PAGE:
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Paddy Ashdown: The Chard Speech

Paddy Ashdown on realignment; the Guildhall, Chard, Somerset, 9 May 1992.

‘A broader movement dedicated to winning the battle of ideas’

Sensible politicians take time after a general election result to reflect on its implications for their country and for their parties. So I do not intend – and nor do I advise any Liberal Democrat – to rush to premature conclusions about our strategy and tactics for the next election, before we have all come to terms with the lessons of the last. So my purpose this afternoon is not so much to set out a settled viewpoint as to map out a starting point for what I hope will be a broad-ranging discussion about our strategy following the 1992 election.

We Liberal Democrats have travelled far since we established ourselves as a new party just four years ago. We emerge from this election as a united party with a stronger team in Parliament, and with a stronger organisation outside Parliament too. Our membership is growing; our finances are secure; our policies are established and respected; and our identity as a distinctive third force is recognized, positive and robust.

This time it is not we, but Labour, who must cope with internal division, financial jeopardy and a fundamental reappraisal of role and purpose. And, unlike Labour, Liberal Democrats have substantially met the political and electoral targets we set for ourselves when we began to plan for what we all identified as a developmental general election two years ago. In sum, we are on target and on track in the strategy which we set for ourselves. We have an effective base from which to move ahead, and real opportunities before us.

The forces of change and reform

But this does not mean that we can absolve ourselves from a rational consideration of what happens next. Those who sit back in politics can quickly find that others have moved on. As we move now into the second stage in the building of our party, it would be foolish to compromise the long-term strategy which has served us so well. But it would be equal folly to ignore the new opportunities which that strategy has now created. Yes, we have made encouraging progress since the debacle of 1988. But Britain still has a Conservative Government at Westminster. Yes, we have won many of the arguments for change. But Britain still lacks a powerful movement to make change happen. Yes, we have built an effective campaigning party of opposition. But Britain still lacks a credible, electable alternative government to the Tories.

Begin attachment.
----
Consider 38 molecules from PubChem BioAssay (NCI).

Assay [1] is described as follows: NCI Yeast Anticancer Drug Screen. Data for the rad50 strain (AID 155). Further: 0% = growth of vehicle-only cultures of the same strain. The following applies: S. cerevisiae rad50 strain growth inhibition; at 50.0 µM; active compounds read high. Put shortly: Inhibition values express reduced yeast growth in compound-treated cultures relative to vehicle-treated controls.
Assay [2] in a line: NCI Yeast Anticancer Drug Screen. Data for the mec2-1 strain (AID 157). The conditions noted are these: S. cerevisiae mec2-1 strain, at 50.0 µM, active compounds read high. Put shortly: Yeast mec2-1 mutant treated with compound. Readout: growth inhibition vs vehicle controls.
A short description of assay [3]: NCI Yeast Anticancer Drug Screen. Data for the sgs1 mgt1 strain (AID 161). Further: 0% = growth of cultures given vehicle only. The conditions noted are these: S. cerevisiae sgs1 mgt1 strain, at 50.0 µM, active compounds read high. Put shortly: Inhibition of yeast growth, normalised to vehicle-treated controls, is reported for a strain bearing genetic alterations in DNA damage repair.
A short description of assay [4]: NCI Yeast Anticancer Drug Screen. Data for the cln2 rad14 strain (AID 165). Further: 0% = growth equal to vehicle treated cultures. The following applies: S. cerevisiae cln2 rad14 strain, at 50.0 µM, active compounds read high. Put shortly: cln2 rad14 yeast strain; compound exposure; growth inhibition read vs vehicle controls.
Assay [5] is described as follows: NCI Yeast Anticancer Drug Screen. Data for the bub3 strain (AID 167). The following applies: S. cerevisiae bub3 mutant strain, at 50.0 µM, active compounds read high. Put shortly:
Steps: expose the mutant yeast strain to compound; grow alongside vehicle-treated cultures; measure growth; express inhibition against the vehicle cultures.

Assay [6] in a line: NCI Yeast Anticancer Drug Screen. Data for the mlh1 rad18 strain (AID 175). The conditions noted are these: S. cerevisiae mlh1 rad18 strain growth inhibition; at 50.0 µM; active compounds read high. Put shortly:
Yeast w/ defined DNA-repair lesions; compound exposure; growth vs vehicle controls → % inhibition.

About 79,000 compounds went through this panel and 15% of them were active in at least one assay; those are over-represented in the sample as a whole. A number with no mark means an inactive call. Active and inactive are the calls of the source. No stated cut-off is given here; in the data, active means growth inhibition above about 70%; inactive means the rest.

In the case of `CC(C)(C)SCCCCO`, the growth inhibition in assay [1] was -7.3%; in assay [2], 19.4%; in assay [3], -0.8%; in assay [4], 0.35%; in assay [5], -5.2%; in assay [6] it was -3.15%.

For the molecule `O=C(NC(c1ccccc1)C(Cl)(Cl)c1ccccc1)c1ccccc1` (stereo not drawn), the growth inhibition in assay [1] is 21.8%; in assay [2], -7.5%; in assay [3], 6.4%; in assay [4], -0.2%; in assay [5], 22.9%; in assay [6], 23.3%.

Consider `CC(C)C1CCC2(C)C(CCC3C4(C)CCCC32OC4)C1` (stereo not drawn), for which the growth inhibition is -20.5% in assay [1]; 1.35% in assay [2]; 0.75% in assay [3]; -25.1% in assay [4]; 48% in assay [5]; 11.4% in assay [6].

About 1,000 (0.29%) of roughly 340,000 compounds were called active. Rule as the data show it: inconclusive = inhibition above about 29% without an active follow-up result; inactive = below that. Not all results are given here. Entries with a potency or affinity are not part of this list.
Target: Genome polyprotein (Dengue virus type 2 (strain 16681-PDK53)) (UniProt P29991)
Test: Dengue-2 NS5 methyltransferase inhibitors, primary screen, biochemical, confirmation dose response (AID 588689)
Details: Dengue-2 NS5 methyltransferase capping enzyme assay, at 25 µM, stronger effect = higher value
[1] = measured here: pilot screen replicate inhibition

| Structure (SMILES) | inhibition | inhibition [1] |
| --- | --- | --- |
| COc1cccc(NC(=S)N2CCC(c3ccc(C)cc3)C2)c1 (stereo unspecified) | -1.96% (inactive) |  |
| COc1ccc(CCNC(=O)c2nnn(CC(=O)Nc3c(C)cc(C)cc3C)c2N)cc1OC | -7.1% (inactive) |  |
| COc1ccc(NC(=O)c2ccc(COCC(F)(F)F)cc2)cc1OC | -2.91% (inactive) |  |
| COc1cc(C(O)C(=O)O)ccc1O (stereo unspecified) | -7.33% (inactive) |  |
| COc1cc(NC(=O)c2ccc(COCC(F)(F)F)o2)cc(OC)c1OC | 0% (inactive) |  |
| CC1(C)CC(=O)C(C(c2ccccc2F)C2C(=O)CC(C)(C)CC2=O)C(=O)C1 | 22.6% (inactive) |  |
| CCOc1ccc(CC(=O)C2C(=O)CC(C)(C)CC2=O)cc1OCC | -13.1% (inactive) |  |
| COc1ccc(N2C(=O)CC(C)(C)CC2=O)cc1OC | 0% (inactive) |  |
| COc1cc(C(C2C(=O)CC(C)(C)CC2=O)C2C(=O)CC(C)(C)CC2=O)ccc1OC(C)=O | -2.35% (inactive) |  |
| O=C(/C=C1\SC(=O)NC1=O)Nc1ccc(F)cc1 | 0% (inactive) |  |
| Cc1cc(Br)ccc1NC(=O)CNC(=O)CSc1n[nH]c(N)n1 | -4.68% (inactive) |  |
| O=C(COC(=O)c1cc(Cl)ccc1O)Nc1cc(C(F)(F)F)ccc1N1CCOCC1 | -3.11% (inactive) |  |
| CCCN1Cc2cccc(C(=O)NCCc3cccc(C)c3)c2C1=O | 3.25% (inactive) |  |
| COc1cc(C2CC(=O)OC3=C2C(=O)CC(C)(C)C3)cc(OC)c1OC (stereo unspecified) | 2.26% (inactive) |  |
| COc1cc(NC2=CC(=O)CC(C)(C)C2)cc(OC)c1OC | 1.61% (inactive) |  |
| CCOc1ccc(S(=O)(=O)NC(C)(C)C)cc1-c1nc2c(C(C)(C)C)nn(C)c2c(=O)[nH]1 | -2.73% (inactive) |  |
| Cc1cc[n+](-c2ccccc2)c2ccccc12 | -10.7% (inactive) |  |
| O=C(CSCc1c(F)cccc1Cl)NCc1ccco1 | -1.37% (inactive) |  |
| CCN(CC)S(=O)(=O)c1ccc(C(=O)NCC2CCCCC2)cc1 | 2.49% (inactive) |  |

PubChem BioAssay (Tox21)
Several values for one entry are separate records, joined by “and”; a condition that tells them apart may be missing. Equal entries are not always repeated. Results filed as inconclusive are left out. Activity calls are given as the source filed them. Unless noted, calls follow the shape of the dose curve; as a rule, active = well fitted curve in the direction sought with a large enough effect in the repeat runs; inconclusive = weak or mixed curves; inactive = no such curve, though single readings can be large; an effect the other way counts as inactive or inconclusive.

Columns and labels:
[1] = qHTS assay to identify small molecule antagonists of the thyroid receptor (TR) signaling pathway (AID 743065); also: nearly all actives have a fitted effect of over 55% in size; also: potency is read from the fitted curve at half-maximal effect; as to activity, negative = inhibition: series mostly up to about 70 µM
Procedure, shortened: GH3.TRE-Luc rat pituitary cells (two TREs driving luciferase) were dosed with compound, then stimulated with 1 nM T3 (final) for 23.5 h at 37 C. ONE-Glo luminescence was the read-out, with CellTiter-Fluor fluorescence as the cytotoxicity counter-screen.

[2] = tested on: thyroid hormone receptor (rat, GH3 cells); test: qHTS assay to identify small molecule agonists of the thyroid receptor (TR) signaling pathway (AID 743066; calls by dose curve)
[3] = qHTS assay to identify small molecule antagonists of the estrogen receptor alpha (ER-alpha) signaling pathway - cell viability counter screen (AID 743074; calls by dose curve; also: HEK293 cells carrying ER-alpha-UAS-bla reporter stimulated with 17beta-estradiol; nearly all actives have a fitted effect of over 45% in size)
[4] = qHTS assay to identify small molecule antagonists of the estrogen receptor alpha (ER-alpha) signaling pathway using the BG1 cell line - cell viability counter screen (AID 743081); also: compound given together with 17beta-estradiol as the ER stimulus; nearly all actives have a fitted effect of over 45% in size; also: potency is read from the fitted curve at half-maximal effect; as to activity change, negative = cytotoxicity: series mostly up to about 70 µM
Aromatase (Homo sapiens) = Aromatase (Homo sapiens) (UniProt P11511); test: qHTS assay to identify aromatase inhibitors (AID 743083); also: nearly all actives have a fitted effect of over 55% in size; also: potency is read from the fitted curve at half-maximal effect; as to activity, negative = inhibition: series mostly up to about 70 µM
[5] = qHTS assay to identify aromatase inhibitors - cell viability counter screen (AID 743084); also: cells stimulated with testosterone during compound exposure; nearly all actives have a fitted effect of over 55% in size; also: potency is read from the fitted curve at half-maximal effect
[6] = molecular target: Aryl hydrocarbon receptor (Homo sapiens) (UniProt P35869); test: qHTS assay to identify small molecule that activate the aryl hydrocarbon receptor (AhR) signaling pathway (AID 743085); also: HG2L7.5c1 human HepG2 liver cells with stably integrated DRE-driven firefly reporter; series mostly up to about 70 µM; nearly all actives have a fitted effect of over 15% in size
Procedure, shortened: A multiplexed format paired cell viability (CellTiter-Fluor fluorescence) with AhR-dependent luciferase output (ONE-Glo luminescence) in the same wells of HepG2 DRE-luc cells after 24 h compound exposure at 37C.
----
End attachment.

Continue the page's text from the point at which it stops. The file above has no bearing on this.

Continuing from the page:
These three deficiencies mark our task in this parliament. It is this: to create the force powerful enough to remove the Tories; to assemble the policies capable of sustaining a different government; and to draw together the forces in Britain which will bring change and reform. And in pursuit of these aims, here is the first fact we have to confront. After thirteen years in power, and at the bottom of a recession, and after the Labour Party has done everything it could to transform its policies and its popular image, the Conservatives retained a comfortable majority in the House of Commons on only 42 percent of the vote. And boundary changes are likely to improve the Conservative position once again in this parliament.

So now we have to face this danger – that, unless there is a change, Britain is in jeopardy of becoming entrenched in a system of almost permanent one-party Conservative government: elected by a minority but able to exercise the exclusive power of a majority.

What does this mean for those millions in Britain who are shut out from the Conservative view of how society should be? The poor, the unemployed, the homeless, those who have lost and will increasingly lose the small luxuries of hope as our public services continue to decline, our environment continues to get dirtier, and our pride in a compassionate and caring society withers away in the face of a continued Conservative assault on the things we took for granted as part of a civilized society only a few years ago. As we now contemplate our strategy for the years ahead, let us never forget that these are the people who sit huddled outside, waiting for us to get it right.

And what would a near-permanent Conservative hegemony mean for the health of our democracy? Many of the imperfections and injustices in our political system – the overweening power of the executive, the absence of proper protection for personal liberty, unfair voting, excessive secrecy, a Conservative-dominated press, the centralisation of power – all these were tolerated by many in Britain, precisely because, from time to time, power changed hands. Are they still to be tolerated if Britain is becoming a one-party state? Are we prepared to be witness to the slow death of pluralism within our democracy?

These are questions which will worry not just opposition politicians and the wider public. Many thoughtful Conservatives will also be concerned about the implications of their victory for the health of our democratic system.

Mr Major is entitled to celebrate his victory. It was a considerable personal achievement. But a wise Prime Minister might also reflect for a moment on whether he won because of positive enthusiasm for what he promised, or because of fear of what Labour would do instead. There was certainly little sign during the election of any positive vision of the Conservative future – nor is there now. Just the remnants of Thatcherism watered down with a spoonful of sugar.